The search for narrative
Week three was supposed to be when things took off: media would know a whole lot more, and the election narrative would become clearer — and hopefully more dramatic. However, by week’s end not much had changed. Elly Alboim discusses the media’s search for good narrative when it comes to reporting Election 2011.
Week three was supposed to be when things took off: media would know a whole lot more, and the election narrative would become clearer — and hopefully more dramatic. However, by week’s end not much had changed. Elly Alboim discusses the media’s search for good narrative when it comes to reporting Election 2011. Reprinted in full with permission from Carleton University’s Political Perspectives.
Among media, week three began with a sense of pregnant expectation. This was the week that the campaign would really begin, when things might start to shift and the campaign take off. By week’s end we would know a lot more and the narrative of the election would become clearer – and hopefully more dramatic.
Well, by week’s end, we did know a lot more. Things were pretty much where they’d been. The polls moved a bit but only within their margins of error. The Conservatives were still a bit shy of majority and there was no perceived Liberal momentum. News developments — the AG report, the misleading quote, the Afghan detainee file — had bubbled up and dissipated. You could almost hear the air come out of a number of narrative balloons.
The quest for compelling campaign narrative is a powerful media instinct – the search for the Holy Grail of politics. There are still two weeks left and few yet want to write the outcome most synchronous with current evidence — a virtual rerun of 2008 with minor seat swings. The more powerful story of a dogged prime minister finally winning his majority is not in the cards (at least not yet) under the current numbers. The fall from grace story line of an utter collapse (Circa 1984) of the Harvard dream isn’t either.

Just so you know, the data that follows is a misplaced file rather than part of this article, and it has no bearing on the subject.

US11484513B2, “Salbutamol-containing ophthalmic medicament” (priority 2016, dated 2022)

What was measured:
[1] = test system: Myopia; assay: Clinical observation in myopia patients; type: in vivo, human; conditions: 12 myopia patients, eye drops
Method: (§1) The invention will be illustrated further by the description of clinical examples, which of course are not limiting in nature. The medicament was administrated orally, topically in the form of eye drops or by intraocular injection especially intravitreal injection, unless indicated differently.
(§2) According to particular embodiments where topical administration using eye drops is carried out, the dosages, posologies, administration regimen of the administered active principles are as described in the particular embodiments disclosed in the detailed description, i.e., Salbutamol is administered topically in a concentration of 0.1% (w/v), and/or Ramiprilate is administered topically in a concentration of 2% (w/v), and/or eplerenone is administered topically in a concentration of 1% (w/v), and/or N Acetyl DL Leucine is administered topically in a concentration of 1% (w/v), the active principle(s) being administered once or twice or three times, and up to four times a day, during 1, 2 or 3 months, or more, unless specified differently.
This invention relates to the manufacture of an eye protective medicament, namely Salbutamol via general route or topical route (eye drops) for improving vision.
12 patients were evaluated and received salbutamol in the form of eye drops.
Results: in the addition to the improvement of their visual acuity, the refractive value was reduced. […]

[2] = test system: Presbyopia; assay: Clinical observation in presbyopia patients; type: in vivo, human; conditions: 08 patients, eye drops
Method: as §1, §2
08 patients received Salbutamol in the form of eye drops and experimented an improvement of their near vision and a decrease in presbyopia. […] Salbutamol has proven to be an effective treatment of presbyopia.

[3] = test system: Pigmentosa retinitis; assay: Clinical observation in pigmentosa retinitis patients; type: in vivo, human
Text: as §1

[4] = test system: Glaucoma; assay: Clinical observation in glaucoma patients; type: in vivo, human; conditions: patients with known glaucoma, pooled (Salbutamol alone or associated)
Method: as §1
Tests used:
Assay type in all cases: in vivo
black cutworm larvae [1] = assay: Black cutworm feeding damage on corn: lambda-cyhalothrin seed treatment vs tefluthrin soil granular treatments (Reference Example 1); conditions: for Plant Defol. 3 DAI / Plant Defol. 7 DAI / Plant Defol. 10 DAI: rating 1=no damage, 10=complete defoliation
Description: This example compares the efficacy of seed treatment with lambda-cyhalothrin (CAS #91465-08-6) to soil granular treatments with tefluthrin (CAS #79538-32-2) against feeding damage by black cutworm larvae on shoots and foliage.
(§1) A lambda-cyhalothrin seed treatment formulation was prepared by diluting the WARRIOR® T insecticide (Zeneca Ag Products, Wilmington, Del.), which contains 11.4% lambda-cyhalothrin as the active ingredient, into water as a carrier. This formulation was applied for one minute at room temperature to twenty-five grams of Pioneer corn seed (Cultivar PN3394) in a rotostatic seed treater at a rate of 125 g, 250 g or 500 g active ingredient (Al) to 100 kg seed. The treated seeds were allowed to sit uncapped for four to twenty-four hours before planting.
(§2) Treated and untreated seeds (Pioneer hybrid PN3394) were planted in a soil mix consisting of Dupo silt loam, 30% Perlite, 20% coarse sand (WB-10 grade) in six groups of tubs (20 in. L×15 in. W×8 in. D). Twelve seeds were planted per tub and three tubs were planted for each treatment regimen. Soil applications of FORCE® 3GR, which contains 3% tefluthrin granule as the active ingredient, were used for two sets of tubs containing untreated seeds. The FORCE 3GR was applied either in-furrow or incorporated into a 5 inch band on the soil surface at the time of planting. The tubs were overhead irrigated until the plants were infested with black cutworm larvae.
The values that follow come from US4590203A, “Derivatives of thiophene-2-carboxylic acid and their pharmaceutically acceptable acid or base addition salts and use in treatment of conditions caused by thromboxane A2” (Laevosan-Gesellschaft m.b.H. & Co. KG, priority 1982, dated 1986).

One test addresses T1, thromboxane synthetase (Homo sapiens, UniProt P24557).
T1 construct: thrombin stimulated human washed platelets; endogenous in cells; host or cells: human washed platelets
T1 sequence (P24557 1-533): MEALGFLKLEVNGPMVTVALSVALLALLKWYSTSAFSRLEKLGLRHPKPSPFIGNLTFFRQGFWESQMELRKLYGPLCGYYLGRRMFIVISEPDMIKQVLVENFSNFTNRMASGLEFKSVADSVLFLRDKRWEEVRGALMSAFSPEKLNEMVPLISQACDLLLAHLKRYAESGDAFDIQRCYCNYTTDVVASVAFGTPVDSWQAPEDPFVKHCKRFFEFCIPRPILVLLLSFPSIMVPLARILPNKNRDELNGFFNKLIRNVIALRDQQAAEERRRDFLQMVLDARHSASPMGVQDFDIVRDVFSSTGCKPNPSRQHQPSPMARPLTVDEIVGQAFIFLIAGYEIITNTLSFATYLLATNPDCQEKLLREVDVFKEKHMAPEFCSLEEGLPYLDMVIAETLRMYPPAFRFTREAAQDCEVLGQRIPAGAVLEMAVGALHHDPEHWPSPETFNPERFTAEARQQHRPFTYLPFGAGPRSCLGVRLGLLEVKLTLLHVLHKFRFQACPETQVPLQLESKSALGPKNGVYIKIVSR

So by week’s end, the search for secondary story lines surfaced. Helen Guergis’ plight became a story line of callous power and an indifference towards women. An argument about early voting at the University of Guelph was evidence of vote suppression of the youth vote. That built on the base of stories chronicling youth vote mobs and clever anti-Harper social media efforts and wondering if the 55% of young people who sat out the last election might be becoming motivated to vote and exert the power of their numbers.
And minor NDP gains in the polls became the emerging undercard story of a squeeze on the Liberals in Quebec and perhaps elsewhere although it wasn’t altogether clear whether it was real or what its potential consequence might be. Potentially interesting at some level but far from realization and far removed from the probable main and relatively uninteresting story of a return to power of the Conservatives.
Some journalists wondered out loud why none of the incidents and events of the campaign seemed to have made a difference. They mused how stories they thought “had legs”, didn’t. There was an undertone of disquiet that a PM who so clearly showed disdain for them and for the central institutions of government could be so far ahead. For those who remember, there were similar feelings about Brian Mulroney’s win in 1988 after losing almost half his cabinet to problems of one sort or another.
So week four begins uncertainly as the boys and girls on the buses continue their quest for a captivating story line and compelling news. They are not yet ready to write this one off and of course, should not because there has been no vote and there are many days still ahead. But the track is getting shorter and the tell tale signs of stirring, let alone a break of any kind, are not evident.
Elly Alboim is an associate professor of journalism and a former CBC TV Parliamentary bureau chief.[node:ad]